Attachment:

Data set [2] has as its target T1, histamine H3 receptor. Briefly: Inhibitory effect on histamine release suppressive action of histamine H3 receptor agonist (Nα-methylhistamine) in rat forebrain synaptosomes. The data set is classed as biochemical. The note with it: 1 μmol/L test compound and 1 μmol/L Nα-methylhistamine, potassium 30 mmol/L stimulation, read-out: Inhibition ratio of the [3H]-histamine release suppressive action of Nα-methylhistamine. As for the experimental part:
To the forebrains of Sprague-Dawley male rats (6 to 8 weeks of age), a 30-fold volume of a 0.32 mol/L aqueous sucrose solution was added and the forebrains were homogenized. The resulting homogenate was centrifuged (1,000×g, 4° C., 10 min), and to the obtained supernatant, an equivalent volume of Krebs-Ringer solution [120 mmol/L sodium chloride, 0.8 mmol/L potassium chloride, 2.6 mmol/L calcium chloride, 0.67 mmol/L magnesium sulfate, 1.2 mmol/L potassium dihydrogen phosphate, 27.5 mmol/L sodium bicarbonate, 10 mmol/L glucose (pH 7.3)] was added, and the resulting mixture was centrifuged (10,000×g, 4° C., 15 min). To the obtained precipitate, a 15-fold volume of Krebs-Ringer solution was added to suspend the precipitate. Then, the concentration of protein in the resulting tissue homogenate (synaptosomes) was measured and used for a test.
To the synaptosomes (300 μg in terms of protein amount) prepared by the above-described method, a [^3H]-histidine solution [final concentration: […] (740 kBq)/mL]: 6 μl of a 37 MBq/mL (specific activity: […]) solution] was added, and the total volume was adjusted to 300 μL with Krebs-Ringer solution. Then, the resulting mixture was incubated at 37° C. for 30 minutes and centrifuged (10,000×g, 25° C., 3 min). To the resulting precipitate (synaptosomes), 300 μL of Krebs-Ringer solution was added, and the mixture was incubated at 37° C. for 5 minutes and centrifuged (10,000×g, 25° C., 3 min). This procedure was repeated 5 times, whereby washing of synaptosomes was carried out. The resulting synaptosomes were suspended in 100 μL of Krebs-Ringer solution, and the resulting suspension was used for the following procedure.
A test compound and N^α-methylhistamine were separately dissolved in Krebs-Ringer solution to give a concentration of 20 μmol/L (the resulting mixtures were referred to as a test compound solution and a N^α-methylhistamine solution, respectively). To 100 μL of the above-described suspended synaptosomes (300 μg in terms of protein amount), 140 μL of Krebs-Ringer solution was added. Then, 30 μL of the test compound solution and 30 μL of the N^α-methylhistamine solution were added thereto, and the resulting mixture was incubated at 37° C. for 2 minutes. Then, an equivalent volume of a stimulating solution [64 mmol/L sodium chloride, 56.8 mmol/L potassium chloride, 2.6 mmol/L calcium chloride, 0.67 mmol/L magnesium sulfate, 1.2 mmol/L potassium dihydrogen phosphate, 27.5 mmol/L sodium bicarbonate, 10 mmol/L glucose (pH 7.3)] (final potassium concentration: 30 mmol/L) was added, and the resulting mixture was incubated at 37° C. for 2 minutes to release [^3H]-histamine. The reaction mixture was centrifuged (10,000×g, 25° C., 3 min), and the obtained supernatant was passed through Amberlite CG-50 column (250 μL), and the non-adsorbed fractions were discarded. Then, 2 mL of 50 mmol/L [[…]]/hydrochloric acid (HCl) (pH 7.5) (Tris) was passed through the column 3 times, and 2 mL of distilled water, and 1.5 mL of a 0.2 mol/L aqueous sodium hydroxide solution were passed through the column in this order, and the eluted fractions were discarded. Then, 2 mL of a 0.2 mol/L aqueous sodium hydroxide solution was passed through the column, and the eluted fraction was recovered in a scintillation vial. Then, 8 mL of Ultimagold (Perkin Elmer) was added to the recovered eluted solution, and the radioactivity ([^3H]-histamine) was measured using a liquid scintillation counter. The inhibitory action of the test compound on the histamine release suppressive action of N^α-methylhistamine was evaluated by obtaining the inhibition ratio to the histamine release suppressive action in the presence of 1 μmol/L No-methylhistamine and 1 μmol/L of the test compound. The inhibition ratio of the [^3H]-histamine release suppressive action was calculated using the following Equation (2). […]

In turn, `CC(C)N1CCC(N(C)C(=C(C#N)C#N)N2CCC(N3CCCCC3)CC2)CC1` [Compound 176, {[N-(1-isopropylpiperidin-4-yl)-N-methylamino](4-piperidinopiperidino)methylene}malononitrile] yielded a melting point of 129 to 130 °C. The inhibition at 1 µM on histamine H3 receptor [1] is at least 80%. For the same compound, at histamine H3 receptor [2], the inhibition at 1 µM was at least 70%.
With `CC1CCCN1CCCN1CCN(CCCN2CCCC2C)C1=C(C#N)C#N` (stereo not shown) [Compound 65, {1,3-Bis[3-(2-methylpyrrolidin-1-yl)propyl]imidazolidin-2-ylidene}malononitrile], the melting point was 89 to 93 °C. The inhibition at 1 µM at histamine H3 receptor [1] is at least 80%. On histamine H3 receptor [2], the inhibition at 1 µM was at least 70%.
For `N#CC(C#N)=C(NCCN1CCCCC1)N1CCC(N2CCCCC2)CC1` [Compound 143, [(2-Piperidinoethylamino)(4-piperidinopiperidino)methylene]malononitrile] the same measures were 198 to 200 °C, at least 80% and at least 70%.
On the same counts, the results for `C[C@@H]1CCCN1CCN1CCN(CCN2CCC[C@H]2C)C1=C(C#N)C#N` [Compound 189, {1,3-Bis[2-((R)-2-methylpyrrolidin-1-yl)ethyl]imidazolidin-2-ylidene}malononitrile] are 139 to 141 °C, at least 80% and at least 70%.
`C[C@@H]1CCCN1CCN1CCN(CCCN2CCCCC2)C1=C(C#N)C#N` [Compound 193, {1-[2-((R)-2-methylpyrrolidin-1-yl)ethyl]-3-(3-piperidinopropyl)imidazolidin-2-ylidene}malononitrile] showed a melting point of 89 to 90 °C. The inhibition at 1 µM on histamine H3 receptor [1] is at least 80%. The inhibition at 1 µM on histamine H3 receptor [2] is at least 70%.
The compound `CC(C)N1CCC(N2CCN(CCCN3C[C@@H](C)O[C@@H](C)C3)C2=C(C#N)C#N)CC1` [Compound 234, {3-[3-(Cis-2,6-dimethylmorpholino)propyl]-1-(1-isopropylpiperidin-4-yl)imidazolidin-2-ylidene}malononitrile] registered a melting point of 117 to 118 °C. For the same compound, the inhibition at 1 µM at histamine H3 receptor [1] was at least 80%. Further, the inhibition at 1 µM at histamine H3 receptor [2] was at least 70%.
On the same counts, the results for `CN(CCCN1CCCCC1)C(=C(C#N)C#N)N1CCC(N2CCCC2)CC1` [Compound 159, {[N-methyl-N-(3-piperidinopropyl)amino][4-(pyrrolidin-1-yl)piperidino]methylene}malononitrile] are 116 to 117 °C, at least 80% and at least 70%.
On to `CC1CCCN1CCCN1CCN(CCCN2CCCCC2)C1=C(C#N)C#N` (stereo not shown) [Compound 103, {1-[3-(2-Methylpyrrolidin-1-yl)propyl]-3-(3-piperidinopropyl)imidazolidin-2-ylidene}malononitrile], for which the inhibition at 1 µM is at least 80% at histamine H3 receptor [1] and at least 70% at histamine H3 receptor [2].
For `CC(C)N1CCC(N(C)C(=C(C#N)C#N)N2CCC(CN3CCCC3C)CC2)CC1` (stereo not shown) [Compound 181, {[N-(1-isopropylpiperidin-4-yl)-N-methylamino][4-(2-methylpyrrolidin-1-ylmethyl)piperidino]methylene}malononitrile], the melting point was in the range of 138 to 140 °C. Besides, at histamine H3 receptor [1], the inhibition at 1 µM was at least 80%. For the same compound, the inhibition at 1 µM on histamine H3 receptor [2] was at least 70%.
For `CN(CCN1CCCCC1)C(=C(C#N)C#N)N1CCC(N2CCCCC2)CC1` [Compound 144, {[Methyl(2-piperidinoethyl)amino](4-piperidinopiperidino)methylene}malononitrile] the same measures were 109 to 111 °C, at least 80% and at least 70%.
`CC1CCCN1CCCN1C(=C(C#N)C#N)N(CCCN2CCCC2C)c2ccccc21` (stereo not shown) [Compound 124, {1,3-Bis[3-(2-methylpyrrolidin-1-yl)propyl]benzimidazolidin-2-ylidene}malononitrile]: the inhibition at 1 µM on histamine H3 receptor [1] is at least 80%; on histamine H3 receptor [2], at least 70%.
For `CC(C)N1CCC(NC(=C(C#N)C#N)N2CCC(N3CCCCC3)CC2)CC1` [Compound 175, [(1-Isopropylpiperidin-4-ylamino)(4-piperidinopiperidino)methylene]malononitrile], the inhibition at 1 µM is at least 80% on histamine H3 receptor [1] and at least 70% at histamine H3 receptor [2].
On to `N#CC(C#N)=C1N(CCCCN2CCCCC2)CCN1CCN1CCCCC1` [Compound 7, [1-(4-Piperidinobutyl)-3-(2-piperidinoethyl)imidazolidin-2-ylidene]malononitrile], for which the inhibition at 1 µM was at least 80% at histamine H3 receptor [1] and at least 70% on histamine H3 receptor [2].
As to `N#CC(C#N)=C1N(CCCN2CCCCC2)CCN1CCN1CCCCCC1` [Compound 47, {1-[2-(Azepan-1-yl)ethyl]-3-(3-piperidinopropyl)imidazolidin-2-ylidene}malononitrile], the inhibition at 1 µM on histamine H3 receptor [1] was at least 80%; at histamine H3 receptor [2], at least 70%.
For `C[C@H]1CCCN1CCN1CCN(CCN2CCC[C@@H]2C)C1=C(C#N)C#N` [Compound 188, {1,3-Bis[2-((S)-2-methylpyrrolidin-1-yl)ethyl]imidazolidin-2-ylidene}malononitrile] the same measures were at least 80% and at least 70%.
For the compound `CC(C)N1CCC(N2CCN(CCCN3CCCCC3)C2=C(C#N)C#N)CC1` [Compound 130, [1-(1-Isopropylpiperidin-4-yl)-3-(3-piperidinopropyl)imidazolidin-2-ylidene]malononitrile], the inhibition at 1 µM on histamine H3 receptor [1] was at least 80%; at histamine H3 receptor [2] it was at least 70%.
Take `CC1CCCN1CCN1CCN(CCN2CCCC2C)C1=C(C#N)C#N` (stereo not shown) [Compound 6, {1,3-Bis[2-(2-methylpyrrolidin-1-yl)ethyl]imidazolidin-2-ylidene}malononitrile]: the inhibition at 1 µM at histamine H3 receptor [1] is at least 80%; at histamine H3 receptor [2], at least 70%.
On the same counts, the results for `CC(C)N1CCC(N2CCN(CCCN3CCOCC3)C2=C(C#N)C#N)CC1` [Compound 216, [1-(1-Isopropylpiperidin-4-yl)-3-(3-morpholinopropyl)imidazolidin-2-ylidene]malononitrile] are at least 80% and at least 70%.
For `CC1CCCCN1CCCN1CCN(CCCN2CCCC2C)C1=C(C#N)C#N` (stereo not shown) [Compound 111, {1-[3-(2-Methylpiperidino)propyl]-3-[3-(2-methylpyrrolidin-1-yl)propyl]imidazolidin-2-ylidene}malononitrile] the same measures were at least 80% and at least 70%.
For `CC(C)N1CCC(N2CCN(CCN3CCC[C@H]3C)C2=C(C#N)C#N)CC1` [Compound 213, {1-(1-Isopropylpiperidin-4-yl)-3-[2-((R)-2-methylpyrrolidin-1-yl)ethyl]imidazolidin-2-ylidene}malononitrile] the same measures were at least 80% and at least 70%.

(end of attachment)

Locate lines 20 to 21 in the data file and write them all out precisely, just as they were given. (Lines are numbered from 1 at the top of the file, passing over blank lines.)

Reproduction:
For the compound `CC(C)N1CCC(N2CCN(CCCN3CCCCC3)C2=C(C#N)C#N)CC1` [Compound 130, [1-(1-Isopropylpiperidin-4-yl)-3-(3-piperidinopropyl)imidazolidin-2-ylidene]malononitrile], the inhibition at 1 µM on histamine H3 receptor [1] was at least 80%; at histamine H3 receptor [2] it was at least 70%.
Take `CC1CCCN1CCN1CCN(CCN2CCCC2C)C1=C(C#N)C#N` (stereo not shown) [Compound 6, {1,3-Bis[2-(2-methylpyrrolidin-1-yl)ethyl]imidazolidin-2-ylidene}malononitrile]: the inhibition at 1 µM at histamine H3 receptor [1] is at least 80%; at histamine H3 receptor [2], at least 70%.